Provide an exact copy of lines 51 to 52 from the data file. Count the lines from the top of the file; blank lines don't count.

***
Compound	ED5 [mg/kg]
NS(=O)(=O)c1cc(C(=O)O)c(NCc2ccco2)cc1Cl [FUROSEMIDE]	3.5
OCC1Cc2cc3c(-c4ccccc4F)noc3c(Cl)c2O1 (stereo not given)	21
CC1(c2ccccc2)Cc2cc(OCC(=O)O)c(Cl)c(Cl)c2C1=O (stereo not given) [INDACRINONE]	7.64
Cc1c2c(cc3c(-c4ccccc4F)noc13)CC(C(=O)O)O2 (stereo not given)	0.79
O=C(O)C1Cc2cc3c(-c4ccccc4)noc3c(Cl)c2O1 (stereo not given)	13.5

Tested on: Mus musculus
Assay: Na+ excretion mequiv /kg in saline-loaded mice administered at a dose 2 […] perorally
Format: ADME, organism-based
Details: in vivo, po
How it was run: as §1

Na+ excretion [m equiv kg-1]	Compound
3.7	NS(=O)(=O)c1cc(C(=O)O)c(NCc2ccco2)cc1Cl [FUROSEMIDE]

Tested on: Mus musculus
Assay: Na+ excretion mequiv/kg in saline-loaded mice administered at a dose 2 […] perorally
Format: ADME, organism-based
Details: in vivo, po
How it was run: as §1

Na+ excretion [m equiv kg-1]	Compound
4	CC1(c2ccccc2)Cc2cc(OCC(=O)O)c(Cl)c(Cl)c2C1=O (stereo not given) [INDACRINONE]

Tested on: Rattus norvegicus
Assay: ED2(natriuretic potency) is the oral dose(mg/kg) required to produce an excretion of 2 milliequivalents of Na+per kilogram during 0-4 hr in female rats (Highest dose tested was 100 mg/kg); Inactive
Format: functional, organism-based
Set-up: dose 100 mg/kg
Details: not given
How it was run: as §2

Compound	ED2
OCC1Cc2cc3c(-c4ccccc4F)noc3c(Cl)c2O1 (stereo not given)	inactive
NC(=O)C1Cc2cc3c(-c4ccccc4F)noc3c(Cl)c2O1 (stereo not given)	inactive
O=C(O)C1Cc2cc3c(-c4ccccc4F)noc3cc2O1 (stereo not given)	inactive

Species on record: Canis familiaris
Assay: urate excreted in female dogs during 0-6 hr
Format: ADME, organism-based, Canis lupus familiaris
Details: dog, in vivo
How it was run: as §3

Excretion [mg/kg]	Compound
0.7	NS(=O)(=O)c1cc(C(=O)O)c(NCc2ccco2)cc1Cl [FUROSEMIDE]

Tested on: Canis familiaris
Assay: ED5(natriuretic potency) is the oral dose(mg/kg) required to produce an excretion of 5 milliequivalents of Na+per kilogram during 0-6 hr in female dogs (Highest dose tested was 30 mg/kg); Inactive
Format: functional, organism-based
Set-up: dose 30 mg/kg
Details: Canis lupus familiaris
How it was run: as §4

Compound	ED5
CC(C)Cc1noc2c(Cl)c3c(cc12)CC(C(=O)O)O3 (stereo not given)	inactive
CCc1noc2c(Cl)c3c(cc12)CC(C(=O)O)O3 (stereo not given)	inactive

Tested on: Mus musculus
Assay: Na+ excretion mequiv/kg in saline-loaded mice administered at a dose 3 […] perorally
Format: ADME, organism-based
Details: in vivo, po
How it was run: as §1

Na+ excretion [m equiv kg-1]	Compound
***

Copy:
How it was run: as §1

Na+ excretion [m equiv kg-1]	Compound